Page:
Facebook Inc unveiled plans for a new, global financial system with a broad group of partners from Visa Inc to Uber Technologies Inc on board to create a cryptocurrency it expects will one day trade much like the US dollar and inject a new source of revenue.
Called Libra, the new currency will launch as soon as next year and be what’s known as a stablecoin — a digital currency that’s supported by established government-backed currencies and securities. The goal is to avoid massive fluctuations in value so Libra can be used for everyday transactions across Facebook in a way that more volatile cryptocurrencies, like Bitcoin, haven’t been.
The project is the culmination of a year-long effort as Facebook seeks to spur growth on its various platforms that already count more than 2 billion users. But it will also likely face scepticism from regulators who already think Facebook has too much power and plays loose with digital privacy, and from those that are dubious of cryptocurrencies, which are known more for speculative investments and blackmarket commerce than for legitimate financial transactions.
If successful, Libra could make Facebook a much bigger player in financial services. Cryptocurrency firms have been trying to build cross-border, digital currencies on the blockchain to disrupt traditional banking and payments for a decade, but nothing has caught on at the scale of traditional money yet.
Facebook, which announced the project with 27 partners, is already under wide-ranging regulatory scrutiny over how it handles users’ private data. Growth of its main platform has plateaued in some major markets and crypto payments would be a way to turn messaging — across WhatsApp, Facebook and Instagram — into a business that complements its advertising operation, which generates almost all of its revenue.
Facebook shares gained early on Tuesday as analysts saw the move as a potentially major new profit stream.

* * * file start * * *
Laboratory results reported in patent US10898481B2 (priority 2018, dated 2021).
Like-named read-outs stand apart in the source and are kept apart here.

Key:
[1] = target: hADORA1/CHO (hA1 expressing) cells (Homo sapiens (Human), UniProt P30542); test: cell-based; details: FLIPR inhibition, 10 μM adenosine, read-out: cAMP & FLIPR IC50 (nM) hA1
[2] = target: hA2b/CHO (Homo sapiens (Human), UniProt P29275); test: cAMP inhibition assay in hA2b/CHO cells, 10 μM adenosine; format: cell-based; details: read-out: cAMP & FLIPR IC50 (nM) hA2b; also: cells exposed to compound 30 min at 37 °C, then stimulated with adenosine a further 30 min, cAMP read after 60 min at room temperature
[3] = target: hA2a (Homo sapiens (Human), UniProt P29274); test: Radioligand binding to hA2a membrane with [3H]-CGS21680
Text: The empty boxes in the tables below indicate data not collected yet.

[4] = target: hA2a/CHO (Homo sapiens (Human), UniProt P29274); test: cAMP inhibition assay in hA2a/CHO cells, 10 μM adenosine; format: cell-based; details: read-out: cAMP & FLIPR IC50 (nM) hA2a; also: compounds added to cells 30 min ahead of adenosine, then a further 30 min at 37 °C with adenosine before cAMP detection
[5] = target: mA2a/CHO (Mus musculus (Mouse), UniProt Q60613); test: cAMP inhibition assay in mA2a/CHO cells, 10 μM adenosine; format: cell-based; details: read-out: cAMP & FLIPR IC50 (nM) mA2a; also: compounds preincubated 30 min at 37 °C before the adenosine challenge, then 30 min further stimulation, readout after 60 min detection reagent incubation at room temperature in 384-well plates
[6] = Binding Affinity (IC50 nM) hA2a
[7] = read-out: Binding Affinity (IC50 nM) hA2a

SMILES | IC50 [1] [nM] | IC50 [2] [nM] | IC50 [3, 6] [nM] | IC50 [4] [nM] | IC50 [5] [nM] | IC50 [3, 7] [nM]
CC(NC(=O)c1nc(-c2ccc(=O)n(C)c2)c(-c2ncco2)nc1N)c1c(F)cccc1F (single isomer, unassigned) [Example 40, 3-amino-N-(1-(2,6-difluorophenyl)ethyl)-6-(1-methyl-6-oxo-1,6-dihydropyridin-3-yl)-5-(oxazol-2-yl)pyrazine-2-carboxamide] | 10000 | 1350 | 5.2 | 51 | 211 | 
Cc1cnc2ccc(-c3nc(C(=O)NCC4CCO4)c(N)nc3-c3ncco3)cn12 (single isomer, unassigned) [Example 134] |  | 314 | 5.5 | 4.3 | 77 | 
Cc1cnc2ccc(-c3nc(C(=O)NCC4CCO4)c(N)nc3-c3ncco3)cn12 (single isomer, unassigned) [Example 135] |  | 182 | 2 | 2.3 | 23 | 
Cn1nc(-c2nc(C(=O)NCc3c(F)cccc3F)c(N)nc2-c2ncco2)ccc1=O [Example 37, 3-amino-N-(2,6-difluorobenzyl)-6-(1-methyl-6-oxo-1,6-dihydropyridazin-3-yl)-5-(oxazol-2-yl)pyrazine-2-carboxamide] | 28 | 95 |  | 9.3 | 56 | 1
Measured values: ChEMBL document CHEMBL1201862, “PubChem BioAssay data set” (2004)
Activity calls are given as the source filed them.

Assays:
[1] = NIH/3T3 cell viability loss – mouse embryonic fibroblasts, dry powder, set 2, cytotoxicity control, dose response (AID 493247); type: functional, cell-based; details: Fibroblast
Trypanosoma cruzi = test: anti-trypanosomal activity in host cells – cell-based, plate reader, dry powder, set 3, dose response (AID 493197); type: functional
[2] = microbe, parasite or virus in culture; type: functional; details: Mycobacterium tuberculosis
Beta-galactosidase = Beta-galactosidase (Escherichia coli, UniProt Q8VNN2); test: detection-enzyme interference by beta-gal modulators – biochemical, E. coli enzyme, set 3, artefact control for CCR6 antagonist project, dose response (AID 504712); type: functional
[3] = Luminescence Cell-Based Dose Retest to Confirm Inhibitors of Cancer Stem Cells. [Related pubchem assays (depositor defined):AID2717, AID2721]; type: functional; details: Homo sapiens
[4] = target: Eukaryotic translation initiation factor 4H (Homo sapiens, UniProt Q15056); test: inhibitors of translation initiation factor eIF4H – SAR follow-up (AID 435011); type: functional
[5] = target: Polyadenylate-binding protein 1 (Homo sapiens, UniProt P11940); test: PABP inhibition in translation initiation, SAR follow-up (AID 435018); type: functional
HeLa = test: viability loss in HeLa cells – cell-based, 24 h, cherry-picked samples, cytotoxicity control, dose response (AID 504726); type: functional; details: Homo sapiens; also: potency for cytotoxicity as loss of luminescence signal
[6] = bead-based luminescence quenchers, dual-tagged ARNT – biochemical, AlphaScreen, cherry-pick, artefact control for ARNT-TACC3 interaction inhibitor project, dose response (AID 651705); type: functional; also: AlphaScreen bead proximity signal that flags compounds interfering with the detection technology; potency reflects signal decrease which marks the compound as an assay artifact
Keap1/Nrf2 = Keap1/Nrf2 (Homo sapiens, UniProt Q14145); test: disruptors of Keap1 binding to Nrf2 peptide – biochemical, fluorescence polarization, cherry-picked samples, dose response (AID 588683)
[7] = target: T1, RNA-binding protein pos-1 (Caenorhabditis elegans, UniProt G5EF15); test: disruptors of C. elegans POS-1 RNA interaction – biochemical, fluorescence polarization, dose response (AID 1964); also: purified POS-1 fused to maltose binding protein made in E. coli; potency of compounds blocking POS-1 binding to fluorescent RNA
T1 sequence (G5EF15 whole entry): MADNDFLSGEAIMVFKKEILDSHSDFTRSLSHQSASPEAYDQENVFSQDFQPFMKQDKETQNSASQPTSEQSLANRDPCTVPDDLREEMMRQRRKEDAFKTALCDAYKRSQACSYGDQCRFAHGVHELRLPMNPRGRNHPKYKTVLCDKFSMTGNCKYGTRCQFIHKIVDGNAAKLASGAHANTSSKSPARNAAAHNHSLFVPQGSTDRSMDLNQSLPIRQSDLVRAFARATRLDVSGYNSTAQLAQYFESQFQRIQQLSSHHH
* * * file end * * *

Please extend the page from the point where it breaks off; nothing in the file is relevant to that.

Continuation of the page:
“We view Facebook’s introduction of the Libra currency as a potential watershed moment for the company and global adoption of crypto,” wrote Mark Mahaney, an analyst at RBC Capital Markets who has an outperform rating and $250 (Dh918.1) price target on Facebook shares. “In terms of scale and importance, we believe this new financial infrastructure could be viewed similar to Apple’s introduction of iOS to developers over a decade ago.”
Still, the announcement was met immediately with political opposition in Europe, with calls for tighter regulation of the company. French Finance Minister Bruno Le Maire said Libra shouldn’t be seen as a replacement for traditional currencies and called on the Group of Seven central bank governors to prepare a report on the project for their July meeting.
“It is out of question” that Libra “become a sovereign currency,” LeMaire said in an interview on Europe 1 radio. “It can’t and it must not happen.”
To come anywhere close to matching the US dollar for utility and acceptance, Libra will need to be widely trusted. So Facebook and its partners are mimicking how other currencies have been introduced in the past.
“To help instil trust in a new currency and gain widespread adoption during its infancy, it was guaranteed that a country’s notes could be traded in for real assets, such as gold,” the companies wrote in a white paper. “Instead of backing Libra with gold, though, it will be backed by a collection of low-volatility assets, such as bank deposits and short-term government securities in currencies from stable and reputable central banks.”
The total number of Libra can change, and new digital coins can be issued whenever someone wants to exchange their Libra for an existing fiat currency, so the price shouldn’t fluctuate any more than other stable currencies, according to David Marcus, head of the Facebook blockchain team that’s spearheading the project.
“It would make a scenario where there’s a run on the bank completely impossible, because we are backed one-for-one,” he said. Libra will also be audited, he added, an important step in an industry with limited transparency.
Facebook has closely guarded its crypto plans for more than a year, though many of the details have already been reported by Bloomberg News and other outlets.